The rich have always felt a vague guilt about being rich, which is what the charity-party circuit is all about. But it's incredibly annoying to have them jumping on the cutting back/scrimping n' saving bandwagon even though they don't have to—these are the people who benefitted so hugely when we were in boom times. And their children are even worse: listen to Bee Shaffer, daughter of Vogue editrix Anna Wintour's, fake-whine about how she doesn't think she'll be able to find a media job after graduating from Columbia: "I finish in May, and I'm really nervous about the fact nobody's hiring right now," she told New York mag at the fancy CFDA Fashion Awards, presumably while fluttering her hands and wearing an obscenely expensive designer dress. Being "responsible" is the new trend!
Of course Thomas Friedman has to chime in via his NYT column, as he does with every trend. He's stopped yapping about "going green" and instead:

"So, I have a confession and a suggestion. The confession: I go into restaurants these days, look around at the tables often still crowded with young people, and I have this urge to go from table to table and say: "You don't know me, but I have to tell you that you shouldn't be here. You should be saving your money. You should be home eating tuna fish. This financial crisis is so far from over. We are just at the end of the beginning. Please, wrap up that steak in a doggy bag and go home."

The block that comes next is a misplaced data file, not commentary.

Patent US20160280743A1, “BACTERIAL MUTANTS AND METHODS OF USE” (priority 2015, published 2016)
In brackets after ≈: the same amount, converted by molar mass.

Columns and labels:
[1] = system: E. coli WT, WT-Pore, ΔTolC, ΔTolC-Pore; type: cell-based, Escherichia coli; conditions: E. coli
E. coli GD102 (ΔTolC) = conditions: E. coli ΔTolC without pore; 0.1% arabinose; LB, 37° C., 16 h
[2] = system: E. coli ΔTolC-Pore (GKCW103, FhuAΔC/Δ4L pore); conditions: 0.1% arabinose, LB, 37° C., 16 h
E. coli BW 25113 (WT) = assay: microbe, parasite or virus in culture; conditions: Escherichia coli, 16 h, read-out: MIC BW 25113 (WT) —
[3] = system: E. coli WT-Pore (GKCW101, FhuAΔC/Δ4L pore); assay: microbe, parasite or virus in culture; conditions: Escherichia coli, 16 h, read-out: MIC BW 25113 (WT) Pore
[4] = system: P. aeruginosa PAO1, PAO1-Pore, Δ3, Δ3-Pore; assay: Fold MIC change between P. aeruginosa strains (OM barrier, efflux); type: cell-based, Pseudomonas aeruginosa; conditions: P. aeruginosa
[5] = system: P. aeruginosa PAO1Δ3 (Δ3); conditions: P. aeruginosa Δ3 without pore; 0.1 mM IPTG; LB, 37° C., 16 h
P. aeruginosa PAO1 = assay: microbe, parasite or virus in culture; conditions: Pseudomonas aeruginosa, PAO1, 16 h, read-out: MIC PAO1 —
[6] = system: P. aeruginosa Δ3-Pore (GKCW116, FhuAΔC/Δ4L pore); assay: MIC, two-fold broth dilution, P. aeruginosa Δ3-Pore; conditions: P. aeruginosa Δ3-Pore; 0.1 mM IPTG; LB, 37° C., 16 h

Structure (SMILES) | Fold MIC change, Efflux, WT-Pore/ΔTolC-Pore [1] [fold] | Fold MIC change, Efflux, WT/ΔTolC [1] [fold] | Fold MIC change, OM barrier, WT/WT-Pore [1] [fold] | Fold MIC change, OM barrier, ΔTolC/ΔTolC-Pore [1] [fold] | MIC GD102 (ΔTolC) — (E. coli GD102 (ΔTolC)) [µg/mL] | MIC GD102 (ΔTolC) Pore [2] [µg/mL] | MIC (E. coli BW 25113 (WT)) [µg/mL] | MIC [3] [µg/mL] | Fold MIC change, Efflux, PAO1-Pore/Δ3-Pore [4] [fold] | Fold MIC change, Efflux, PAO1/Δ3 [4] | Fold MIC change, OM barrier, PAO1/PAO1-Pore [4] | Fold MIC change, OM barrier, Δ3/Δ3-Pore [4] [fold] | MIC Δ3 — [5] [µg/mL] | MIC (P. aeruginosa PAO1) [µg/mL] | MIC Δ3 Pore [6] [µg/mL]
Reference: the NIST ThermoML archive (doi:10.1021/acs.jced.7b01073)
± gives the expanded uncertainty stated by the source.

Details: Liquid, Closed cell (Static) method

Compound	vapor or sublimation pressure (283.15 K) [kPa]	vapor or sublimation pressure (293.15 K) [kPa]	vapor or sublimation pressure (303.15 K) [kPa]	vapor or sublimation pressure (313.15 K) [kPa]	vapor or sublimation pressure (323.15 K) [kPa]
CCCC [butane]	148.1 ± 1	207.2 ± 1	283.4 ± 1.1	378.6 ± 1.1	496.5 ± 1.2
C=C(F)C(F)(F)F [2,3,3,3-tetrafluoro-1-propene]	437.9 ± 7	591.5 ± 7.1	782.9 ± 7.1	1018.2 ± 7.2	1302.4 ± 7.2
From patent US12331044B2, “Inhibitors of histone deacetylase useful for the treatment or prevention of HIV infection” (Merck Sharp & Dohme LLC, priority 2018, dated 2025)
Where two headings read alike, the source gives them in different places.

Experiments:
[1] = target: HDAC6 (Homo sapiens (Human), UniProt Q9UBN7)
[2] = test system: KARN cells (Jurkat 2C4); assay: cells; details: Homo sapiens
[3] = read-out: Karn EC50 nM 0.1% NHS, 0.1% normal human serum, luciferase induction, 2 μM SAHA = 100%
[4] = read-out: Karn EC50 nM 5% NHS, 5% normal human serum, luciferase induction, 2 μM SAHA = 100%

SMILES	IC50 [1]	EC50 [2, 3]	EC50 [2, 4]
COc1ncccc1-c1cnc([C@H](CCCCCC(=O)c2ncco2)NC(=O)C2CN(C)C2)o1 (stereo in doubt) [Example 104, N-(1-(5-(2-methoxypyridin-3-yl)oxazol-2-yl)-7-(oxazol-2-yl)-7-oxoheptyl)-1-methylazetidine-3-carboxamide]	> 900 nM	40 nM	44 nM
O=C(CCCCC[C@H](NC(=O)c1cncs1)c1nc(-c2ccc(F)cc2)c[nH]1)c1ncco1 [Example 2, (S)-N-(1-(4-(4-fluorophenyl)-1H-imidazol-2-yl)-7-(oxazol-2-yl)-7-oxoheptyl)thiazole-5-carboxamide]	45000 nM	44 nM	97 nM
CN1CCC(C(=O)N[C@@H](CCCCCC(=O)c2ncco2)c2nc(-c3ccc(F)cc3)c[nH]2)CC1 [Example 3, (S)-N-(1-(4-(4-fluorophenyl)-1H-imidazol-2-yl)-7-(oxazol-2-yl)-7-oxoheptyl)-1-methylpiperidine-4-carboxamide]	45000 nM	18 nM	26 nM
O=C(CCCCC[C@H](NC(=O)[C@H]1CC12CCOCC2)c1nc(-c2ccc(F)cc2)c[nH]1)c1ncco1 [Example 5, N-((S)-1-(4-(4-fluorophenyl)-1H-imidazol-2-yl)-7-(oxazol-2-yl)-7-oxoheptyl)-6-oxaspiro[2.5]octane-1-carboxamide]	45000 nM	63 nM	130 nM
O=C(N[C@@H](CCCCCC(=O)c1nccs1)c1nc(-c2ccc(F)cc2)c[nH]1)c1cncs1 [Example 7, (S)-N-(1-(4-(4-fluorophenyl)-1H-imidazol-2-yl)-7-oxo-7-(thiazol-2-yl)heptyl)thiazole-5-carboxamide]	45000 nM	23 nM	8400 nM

So you're allowed to be there and we're not? Not even if we're on a date or treating ourselves to a night out? Hey, Friedman: please put your thoughts and ideas in a doggy bag and take them home. Meanwhile, Womens Wear Daily asked celebs what they're not ready to go without in these recessionary times. Sample answers: both Hilary Swank and Rosanna Arquette can't go without facials, Jessica Biel needs "first-class travel," Amy Smart cannot live without organic foodstuffs, and Kim Raver sagely suggested, "Instead of buying 10 extravagant items, you maybe buy one or two extravagant items and mix it up with the Gap." Mind-jarring. Of course, there was last month's "recession chic" piece in the Times Styles section to help us out and suggest that buying Hermes purses is now considered tacky. Remember that "going green" media-trend from a while back? This is sort of like that. It was so comical to watch fashion magazine editors with six-figure salaries pace around their offices in $500 dresses freaking out about "doing something green with this issue" when producing a fashion magazine is the most wasteful process ever. We imagine the same scene is playing itself out in the offices of Hearst, Conde Nast, and Time Inc right this minute, only with the word "recession" replacing "green." Same song, different name.